Michigan isn’t often thought of as a major hub of the Brethren in Christ Church. Even so, the denomination has had a longstanding presence in the Wolverine State. The inaugural editor of the church’s newspaper, Henry Davidson, published the first issues of the Evangelical Visitor in the town of White Pigeon. The General Conference of 1929 was held in a church member’s barn near the town of Merrill. And for many years, city dwellers in Detroit converted to Christian faith at the church’s God’s Love Mission.
The first Brethren in Christ to settle in Michigan — Canadian emigres from from Markham, Ontario — made their way to the state in the mid-1880s. They first took up residence near Elsie, in the central part of the state, and established a congregation there. Over time, it came to be known as the Carland-Zion Brethren in Christ Church.
In late 2015, the congregation celebrated its 125th anniversary. Jonathan Stanton, son of the congregation’s current pastor, described the church’s history in a short article for the Historical Society’s newsletter, “History Matters”:
[The Carland-Zion church] was the first Brethren in Christ congregation in the state and played an important role in establishing other congregations in Michigan – many of which remain to this day.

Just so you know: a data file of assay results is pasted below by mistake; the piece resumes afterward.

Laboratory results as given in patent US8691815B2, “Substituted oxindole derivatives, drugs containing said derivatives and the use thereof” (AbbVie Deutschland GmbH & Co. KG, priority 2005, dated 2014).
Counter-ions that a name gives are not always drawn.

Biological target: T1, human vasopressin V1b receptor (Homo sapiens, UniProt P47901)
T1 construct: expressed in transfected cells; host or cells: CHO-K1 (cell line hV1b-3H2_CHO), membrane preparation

Early members included the Jacob Meyer family, Bishop Samuel Baker, and Henry Schneider, Sr. and family. A thirteen-week revival meeting took place in a one-room schoolhouse in 1890 and construction began on the church building around the same time. The congregation had no resident pastor for many years, but services were led by various ministers with brief appointments. Shortly after the turn of the century, Michigan Bishop Jonathan Lyons served as pastor for nearly thirty years. During that time, Bishop Henry Schneider, Jr. also began his preaching ministry at Carland before moving to the Merrill congregation. Descendants of both the Lyons and Schneider families are still members of the congregation today.
The original church building remains in use to this day, despite some early twentieth century alterations:
A parsonage was built next door in 1948, and a fellowship hall was built in 1958. In the 1960s, the original church and fellowship hall were connected with a building that includes classrooms, a nursery, restrooms, and office space. At that time, the layout of the sanctuary was reversed, and the original entrance area became the pulpit/preaching area.
One church member paid homage to the historic church building in 1990, during Carland-Zion’s centennial, with a poem titled “The Little White Church by the Crossroads.” In part, the poem reads:
The years have slipped by, a century has passed,
The little white church is still standing fast.
In proclaiming the message of God’s love for man,
And the blessings provided in His wondrous plan.
To those who pass by, it still points the way,
To life everlasting, and heaven some day!
As Stanton pointed out in his article on the 125th anniversary celebration, the poem “is still a fitting testimony of the church’s . . . years of outreach to the communities it serves in mid-Michigan.”